4 ways Daylight Saving Time is really bad for our bodies
Posted on 14 March 2017
Spring is a season that comes along with a lot of changes, many of them which we love and cherish. Daylight savings is one of those changes our bodies doesn’t particularly like, though, since it costs us a full hour of our precious sleep (which we don’t get enough of already). On March 13 at 2 a.m. our clocks went forward an hour, and although we might think of it as nothing more than a nuisance, the truth is daylight saving time can affect our health in negative ways. It turns out that whole hour of sleep has a bigger effect on our bodies than we might think.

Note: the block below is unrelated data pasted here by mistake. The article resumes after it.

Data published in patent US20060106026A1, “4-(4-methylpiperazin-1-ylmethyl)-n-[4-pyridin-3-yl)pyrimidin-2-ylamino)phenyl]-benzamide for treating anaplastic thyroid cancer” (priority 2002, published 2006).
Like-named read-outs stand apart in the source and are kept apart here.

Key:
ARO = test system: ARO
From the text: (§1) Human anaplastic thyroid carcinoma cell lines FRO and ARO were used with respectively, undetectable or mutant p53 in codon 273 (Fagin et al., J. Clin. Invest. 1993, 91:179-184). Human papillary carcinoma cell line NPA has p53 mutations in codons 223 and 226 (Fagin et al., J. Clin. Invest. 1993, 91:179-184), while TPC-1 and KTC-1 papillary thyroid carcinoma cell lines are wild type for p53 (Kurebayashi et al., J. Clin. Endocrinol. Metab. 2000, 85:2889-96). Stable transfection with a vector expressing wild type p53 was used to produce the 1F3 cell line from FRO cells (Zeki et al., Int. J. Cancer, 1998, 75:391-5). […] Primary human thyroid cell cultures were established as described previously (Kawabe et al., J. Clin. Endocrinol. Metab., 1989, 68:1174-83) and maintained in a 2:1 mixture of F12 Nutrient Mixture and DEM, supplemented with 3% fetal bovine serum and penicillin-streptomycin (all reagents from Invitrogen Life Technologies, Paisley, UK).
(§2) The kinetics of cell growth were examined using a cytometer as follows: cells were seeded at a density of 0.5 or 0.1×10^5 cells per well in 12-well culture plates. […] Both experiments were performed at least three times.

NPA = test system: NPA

Here are four ways daylight saving time is bad for our bodies and health.
1. Your sleep cycle gets completely thrown off
You might find that you have trouble waking up or going to sleep at a normal time since daylight savings, because your circadian rhythm is still going by its own schedule. As a result, you might feel exhausted throughout the day and thus less productive at work than usual. A study in 2007 published in Current Biology found that many people never really adjust to daylight saving time at all, leaving them sleep deprived for a very long time.
2. You might be more prone to having a heart attack
3. You’re more likely to get into accidents or harm yourself
4. You’re at a higher risk for depression or suicide
If you feel like your health is significantly suffering since daylight saving time kicked in, don’t be shy. Call up your doctor and explain to them what you’re experiencing, because you can prevent these things from happening if you keep an eye on your overall health.